The West Australian
Stonework a link to the past
There is no way Lisa Stegena could ever underestimate the value of a garden. As managing director of her own nutrition-education company, Nutrition Force, the City Beach mother of two works from home, employing a staff of four women. Instead of eating lunch at their desks, they sit in Ms Stegena’s new private courtyard at a long table and talk about everything except work.
“It’s all about work-life balance,” Ms Stegena, a health and wellness coach, said. “We don’t just eat a good lunch, we also get our daily dose of vitamin D from the sun.”
Her refurbished garden, designed and created by Ceri Wagnell of Empire Lane, helps to ensure her employees are healthy and therefore content.
Ms Wagnell and the Empire Lane team not only partly demolished two walls that obscured the entrance to the house, they built new walls for planters, laid travertine paving and installed a water feature as well as putting in all the plants. They clad the front veranda ceiling with cedar lining and made several low steps to provide different levels that add interest.
Several of the new walls — in some cases replacing old white brick ones — were crafted by a master stonemason.
When she first bought the house Ms Stegena turned the window of her bedroom into a French door leading to the front garden. This space has now been turned into a secluded courtyard.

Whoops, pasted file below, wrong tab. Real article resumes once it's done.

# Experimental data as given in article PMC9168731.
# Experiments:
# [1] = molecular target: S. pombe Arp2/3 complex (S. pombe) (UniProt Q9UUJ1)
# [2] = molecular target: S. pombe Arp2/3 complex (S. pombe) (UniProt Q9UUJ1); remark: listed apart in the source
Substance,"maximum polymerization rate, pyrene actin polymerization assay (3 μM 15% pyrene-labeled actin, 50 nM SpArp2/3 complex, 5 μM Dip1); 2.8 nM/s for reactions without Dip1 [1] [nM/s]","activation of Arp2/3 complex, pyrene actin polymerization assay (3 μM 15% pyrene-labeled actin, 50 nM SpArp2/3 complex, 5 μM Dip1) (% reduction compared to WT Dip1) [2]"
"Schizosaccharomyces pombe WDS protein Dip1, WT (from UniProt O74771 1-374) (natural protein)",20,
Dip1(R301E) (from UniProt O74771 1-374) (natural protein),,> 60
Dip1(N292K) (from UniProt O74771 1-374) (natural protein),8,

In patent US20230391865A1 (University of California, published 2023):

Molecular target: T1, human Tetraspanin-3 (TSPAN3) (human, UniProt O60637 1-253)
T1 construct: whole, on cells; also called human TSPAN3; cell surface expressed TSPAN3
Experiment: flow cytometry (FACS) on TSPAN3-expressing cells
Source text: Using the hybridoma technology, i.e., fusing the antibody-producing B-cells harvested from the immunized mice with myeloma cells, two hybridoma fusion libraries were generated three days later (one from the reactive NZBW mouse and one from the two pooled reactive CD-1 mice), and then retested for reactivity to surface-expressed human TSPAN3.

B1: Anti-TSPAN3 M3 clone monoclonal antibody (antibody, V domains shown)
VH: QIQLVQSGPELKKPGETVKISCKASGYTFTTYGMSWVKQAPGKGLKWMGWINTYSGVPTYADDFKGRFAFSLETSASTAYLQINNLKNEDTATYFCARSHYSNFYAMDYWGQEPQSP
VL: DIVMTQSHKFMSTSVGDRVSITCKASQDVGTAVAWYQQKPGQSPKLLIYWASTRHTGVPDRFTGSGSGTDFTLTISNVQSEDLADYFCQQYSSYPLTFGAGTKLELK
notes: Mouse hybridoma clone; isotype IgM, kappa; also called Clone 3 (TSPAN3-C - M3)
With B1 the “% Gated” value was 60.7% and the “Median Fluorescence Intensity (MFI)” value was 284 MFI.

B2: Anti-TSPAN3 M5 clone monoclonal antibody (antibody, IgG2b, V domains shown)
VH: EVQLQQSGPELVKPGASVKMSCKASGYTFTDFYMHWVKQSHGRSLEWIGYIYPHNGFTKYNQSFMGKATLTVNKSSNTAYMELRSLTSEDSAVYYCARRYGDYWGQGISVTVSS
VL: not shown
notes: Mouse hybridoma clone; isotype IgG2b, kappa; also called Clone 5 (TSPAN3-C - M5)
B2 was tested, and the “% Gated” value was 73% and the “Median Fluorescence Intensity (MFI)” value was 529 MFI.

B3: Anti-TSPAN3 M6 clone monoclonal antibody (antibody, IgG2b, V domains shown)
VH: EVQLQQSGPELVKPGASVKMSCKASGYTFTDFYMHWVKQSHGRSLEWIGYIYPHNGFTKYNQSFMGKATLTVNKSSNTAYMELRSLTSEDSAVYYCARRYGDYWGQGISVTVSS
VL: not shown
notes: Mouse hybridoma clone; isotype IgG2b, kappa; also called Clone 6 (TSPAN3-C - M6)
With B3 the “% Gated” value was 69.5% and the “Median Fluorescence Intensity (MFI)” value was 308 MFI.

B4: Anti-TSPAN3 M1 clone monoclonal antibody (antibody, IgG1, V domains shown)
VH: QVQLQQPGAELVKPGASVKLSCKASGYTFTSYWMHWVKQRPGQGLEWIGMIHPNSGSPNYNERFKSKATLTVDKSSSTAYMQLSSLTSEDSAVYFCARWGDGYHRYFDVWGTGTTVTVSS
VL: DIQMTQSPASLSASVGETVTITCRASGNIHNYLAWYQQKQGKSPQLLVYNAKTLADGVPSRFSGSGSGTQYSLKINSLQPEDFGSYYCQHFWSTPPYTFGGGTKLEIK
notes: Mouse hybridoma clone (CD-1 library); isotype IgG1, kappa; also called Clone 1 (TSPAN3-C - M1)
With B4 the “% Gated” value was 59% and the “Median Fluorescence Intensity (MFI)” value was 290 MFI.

“I wanted three things in my new garden,” she said. “Some Toodyay-stone walls, an outdoor shower and a water feature. Ceri gave me all this, but so much more.
“My grandparents were orchardists and they built a stone cottage in Mt Helena. I come from a family of botanists and the bush is in my blood so I wanted this stone — which is so beautiful and soft — to remind me of them.”
An urn overflowing with water is set in a corner in a stone niche which has a window cut in it so it can be admired from the front gate as well as the adjoining courtyard. A balancing stone wall in the opposite corner houses one of the garden’s four white crepe myrtles.
“Even in winter, when their branches are bare, crepe myrtles are beautiful trees,” Ms Wagnell said. “And in summer they give shade.”
In the main stone wall, set into a piece of reclaimed jarrah from a recycling yard, is an outdoor shower.